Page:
Ice! Exploring the Far South. 250th anniversary of the first crossing of the Antarctic Circle: Catalogue to the exhibition at the Captain Cook Memorial Museum.
Captain Cook Memorial Museum.
Sometimes you just know that something is going to be good, be it the friendliness of a handshake, or the heft of a book. In the case of this exhibition catalogue, it was the firmness of its cover, distinctly firmer than the museum’s usual cover. It implied that this catalogue was expected to have a long life, because of the high quality of its contents, which deserved some protection. I am pleased to say that my expectations were not disappointed.
The lay-out, the illustrations, the text, even the fine-art paper, are all of the highest order. However, the cherry on this particular cake is the powerful essay by David Nicandri. Whenever anybody asks me which was Cook’s toughest voyage, I have no hesitation in saying it was his Second Voyage. That was the voyage where bitter frosts froze flaxen sails into sheets of “metal”, and a ship’s rigging into a web of ice. Cook’s “People” served gallantly under such rigorous conditions.
In this essay we have the writer unveiling a new Cook to us. This particular Cook was in front of us all the time, but we failed to notice what he achieved in the desolate wastes of the Antarctic. After proving that the legendary Terra Australis Incognita was no more than a legend, in its place, he added another half-dozen new islands to his map portfolio. Same old Cook so far, until Nicandri points out how closely the Captain was studying the world of ice through which he was sailing. Cook’s observations in the Antarctic led him to certain conclusions, which he was able to confirm when he visited the Arctic on his Third Voyage.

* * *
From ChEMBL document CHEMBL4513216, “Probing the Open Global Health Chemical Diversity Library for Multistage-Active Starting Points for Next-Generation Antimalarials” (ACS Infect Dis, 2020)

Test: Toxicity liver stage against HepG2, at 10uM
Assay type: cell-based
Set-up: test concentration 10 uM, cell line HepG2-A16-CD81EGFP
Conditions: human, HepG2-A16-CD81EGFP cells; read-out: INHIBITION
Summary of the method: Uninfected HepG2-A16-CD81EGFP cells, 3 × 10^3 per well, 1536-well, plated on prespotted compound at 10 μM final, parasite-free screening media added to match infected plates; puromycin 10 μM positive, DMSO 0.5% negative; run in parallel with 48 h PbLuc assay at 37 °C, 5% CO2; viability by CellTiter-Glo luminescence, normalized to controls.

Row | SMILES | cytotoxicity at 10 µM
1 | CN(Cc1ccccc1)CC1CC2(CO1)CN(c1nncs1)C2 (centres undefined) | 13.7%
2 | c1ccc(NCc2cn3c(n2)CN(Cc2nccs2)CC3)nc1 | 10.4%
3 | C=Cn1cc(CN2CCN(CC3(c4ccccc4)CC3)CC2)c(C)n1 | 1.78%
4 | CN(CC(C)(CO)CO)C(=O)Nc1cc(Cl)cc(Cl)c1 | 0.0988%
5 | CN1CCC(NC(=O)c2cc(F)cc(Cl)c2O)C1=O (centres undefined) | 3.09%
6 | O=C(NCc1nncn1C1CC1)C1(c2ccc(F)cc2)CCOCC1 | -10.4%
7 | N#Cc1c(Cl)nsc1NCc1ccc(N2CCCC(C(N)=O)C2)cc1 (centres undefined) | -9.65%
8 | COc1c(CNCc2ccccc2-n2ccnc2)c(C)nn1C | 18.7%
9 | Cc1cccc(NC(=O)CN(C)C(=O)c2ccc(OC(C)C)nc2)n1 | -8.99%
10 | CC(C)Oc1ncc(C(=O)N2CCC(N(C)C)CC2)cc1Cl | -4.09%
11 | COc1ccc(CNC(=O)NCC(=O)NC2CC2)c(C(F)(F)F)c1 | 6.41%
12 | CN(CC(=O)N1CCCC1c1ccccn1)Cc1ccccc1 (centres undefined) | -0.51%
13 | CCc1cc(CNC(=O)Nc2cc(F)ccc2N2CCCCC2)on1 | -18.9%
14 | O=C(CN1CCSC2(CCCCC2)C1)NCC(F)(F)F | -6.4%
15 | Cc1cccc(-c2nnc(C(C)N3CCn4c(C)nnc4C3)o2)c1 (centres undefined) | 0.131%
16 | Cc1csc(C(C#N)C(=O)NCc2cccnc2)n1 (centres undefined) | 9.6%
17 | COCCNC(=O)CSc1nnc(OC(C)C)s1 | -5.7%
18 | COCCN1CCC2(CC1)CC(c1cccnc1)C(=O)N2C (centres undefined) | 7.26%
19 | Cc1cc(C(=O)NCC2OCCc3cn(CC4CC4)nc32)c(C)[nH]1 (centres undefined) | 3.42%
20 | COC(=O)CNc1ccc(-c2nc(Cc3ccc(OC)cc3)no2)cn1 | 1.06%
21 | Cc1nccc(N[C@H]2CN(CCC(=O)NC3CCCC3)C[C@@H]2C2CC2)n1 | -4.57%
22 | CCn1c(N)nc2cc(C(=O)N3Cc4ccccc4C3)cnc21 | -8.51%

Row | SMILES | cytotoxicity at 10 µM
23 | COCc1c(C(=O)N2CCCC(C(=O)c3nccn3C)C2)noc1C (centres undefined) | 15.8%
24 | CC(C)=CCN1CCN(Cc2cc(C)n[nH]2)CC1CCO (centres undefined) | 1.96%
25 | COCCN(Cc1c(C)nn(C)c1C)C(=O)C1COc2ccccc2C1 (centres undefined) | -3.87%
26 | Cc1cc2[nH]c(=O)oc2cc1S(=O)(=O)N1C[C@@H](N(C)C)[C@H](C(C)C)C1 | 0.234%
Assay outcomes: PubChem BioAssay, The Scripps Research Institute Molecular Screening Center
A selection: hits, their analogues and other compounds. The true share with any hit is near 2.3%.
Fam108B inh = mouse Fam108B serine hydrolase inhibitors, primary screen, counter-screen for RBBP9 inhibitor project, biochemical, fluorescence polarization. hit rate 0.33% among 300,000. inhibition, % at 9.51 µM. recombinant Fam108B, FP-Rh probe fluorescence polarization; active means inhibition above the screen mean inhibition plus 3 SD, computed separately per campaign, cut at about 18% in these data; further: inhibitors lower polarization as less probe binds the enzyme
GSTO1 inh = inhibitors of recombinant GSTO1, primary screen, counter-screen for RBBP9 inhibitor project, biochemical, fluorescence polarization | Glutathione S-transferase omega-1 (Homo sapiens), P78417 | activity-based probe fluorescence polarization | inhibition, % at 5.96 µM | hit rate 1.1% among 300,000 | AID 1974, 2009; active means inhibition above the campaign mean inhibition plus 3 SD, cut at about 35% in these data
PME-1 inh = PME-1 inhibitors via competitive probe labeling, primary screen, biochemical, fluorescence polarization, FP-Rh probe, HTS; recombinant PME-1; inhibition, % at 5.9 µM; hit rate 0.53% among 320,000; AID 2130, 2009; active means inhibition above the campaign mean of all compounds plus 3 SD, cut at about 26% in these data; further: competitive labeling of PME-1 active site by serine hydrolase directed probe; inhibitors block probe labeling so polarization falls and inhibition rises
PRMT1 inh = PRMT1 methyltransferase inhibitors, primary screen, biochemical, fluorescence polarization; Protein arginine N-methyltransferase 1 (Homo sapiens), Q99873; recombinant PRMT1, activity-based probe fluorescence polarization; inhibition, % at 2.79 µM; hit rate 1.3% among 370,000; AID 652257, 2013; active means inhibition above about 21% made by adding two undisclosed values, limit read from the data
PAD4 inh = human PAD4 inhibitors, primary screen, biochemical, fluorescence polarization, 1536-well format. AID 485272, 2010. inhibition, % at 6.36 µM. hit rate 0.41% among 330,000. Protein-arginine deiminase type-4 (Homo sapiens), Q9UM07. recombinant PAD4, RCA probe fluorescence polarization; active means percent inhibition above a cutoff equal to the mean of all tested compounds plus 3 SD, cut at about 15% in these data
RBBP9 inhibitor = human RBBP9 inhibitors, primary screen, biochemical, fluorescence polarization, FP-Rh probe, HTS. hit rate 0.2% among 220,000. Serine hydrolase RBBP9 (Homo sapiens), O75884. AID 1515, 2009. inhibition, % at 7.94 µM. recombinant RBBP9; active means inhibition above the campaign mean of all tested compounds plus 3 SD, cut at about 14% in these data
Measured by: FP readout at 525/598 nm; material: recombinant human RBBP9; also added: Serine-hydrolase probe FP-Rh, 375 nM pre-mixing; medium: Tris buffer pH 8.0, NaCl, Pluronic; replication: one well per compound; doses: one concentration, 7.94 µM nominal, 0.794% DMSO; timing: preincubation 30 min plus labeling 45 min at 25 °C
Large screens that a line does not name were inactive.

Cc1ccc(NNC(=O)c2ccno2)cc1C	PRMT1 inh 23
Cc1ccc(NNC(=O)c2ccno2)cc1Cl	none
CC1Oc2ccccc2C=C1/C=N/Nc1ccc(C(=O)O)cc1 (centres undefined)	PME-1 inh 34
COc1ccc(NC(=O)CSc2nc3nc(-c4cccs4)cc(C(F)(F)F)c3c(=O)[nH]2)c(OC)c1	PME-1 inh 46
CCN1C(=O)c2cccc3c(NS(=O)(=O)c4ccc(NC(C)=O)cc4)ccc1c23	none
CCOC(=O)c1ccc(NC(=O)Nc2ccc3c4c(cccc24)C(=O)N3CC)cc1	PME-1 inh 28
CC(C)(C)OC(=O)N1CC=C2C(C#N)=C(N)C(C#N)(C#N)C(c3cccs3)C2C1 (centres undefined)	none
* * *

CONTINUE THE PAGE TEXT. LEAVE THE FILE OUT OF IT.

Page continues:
I fear that we might have continued to overlook Cook’s achievements had we not been living in these times of Climate Change. Today, films about the reduction in polar ice appear on the TV news, as do those featuring the decline of glaciers around the world. No wonder that Nicandri sees Cook’s work as laying the foundations for polar climatology and polar hydrology—he has become “Cook the Polar Explorer”!
Following Nicandri’s essay, the reader is provided with a veritable “berg” of Antarctic facts, arranged thematically so that the reader can dip in and out of the various sections; from the biographical details of the scientists and naturalists who accompanied Cook, to the section illustrating the equipment which they used during the course of the voyage.
Here and there are extracts from documents contemporary with the Second Voyage. They include the detailed instructions that the Commissioners for Longitude gave to William Wales (the astronomer on the voyage), and the list of scientific instruments supplied by the Board of Longitude to enable Wales to undertake his many observations. There are too many fascinating sections for me to list them all here; suffice to say that they provide a pot-pourri that ensures that there will be something to appeal to every taste. There is even a page devoted to the poem The Rime of the Ancient Mariner. After all, was not the poet Samuel Taylor Coleridge a pupil at Christ’s Hospital School where he was taught by none other than the retired astronomer William Wales!
I cannot close this review without including the following extract, which appears in the section quoting some of the writings of the Forsters’, the father and son naturalists on the Second Voyage. “At such times I have seen the tip of the yard arm immersed in a crest of a wave. Every wave, therefore, swings a sailor on a yard arm, through an arc of fifty to sixty feet! One minute he seems to be hurled into the sea, the next to touch the stars”.
This catalogue deserves to be on every Cook bookshelf.
The 2023 exhibition was staged to celebrate the 250th anniversary of Cook’s first crossing of the Antarctic Circle.
If you do not know when that date was, you will find the answer in the catalogue on page three.
Originally published in Cook's Log, page 14, volume 46, number 4 (2023).